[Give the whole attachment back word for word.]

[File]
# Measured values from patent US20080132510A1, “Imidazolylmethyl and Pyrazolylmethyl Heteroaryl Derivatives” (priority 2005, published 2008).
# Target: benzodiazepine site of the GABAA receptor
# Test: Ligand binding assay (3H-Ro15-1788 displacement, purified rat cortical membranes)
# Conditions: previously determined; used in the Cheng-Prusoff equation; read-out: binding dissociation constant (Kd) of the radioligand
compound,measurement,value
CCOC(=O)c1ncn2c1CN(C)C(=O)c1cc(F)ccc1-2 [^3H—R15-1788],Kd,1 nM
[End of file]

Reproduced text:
# Measured values from patent US20080132510A1, “Imidazolylmethyl and Pyrazolylmethyl Heteroaryl Derivatives” (priority 2005, published 2008).
# Target: benzodiazepine site of the GABAA receptor
# Test: Ligand binding assay (3H-Ro15-1788 displacement, purified rat cortical membranes)
# Conditions: previously determined; used in the Cheng-Prusoff equation; read-out: binding dissociation constant (Kd) of the radioligand
compound,measurement,value
CCOC(=O)c1ncn2c1CN(C)C(=O)c1cc(F)ccc1-2 [^3H—R15-1788],Kd,1 nM